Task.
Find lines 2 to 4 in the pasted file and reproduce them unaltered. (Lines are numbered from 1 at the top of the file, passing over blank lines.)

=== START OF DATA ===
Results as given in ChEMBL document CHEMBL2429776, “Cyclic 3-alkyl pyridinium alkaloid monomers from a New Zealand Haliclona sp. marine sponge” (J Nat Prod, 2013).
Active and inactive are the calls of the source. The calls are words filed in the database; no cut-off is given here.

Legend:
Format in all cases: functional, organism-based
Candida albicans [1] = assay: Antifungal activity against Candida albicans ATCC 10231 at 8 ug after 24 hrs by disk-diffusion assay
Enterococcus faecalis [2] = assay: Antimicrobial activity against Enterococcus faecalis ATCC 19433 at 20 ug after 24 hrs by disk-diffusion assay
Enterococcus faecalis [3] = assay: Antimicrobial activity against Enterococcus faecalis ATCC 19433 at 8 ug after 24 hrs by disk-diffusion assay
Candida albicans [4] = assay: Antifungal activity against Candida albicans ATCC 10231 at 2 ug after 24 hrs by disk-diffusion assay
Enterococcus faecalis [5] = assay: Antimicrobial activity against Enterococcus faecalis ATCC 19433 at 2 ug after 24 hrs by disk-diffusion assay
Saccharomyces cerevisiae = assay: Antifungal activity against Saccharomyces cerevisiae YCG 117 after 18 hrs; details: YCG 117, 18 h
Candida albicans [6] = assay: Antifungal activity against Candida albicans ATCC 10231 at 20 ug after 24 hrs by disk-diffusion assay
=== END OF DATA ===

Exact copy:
Active and inactive are the calls of the source. The calls are words filed in the database; no cut-off is given here.

Legend:
Format in all cases: functional, organism-based